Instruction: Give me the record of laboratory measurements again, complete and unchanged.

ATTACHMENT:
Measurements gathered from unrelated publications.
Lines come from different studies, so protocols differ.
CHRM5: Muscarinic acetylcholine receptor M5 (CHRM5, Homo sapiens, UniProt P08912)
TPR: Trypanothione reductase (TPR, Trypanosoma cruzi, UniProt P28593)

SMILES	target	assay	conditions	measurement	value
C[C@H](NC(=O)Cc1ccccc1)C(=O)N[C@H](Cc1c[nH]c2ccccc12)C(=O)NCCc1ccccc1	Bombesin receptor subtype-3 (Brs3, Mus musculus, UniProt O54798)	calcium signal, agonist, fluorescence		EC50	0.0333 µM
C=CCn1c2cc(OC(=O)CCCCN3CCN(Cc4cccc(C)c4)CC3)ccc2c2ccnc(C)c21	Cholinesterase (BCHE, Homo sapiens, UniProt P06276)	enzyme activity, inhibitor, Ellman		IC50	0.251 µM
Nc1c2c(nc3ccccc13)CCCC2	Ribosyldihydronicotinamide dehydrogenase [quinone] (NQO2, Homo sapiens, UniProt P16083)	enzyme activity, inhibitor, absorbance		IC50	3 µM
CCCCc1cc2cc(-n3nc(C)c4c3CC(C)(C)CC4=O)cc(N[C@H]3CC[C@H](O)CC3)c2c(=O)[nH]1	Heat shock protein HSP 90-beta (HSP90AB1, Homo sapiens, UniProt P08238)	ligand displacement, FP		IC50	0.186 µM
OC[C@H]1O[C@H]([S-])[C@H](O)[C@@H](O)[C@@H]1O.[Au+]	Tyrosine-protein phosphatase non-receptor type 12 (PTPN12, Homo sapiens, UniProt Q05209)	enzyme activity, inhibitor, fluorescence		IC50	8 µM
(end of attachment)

Measurements gathered from unrelated publications.
Lines come from different studies, so protocols differ.
CHRM5: Muscarinic acetylcholine receptor M5 (CHRM5, Homo sapiens, UniProt P08912)
TPR: Trypanothione reductase (TPR, Trypanosoma cruzi, UniProt P28593)

SMILES	target	assay	conditions	measurement	value
C[C@H](NC(=O)Cc1ccccc1)C(=O)N[C@H](Cc1c[nH]c2ccccc12)C(=O)NCCc1ccccc1	Bombesin receptor subtype-3 (Brs3, Mus musculus, UniProt O54798)	calcium signal, agonist, fluorescence		EC50	0.0333 µM
C=CCn1c2cc(OC(=O)CCCCN3CCN(Cc4cccc(C)c4)CC3)ccc2c2ccnc(C)c21	Cholinesterase (BCHE, Homo sapiens, UniProt P06276)	enzyme activity, inhibitor, Ellman		IC50	0.251 µM
Nc1c2c(nc3ccccc13)CCCC2	Ribosyldihydronicotinamide dehydrogenase [quinone] (NQO2, Homo sapiens, UniProt P16083)	enzyme activity, inhibitor, absorbance		IC50	3 µM
CCCCc1cc2cc(-n3nc(C)c4c3CC(C)(C)CC4=O)cc(N[C@H]3CC[C@H](O)CC3)c2c(=O)[nH]1	Heat shock protein HSP 90-beta (HSP90AB1, Homo sapiens, UniProt P08238)	ligand displacement, FP		IC50	0.186 µM
OC[C@H]1O[C@H]([S-])[C@H](O)[C@@H](O)[C@@H]1O.[Au+]	Tyrosine-protein phosphatase non-receptor type 12 (PTPN12, Homo sapiens, UniProt Q05209)	enzyme activity, inhibitor, fluorescence		IC50	8 µM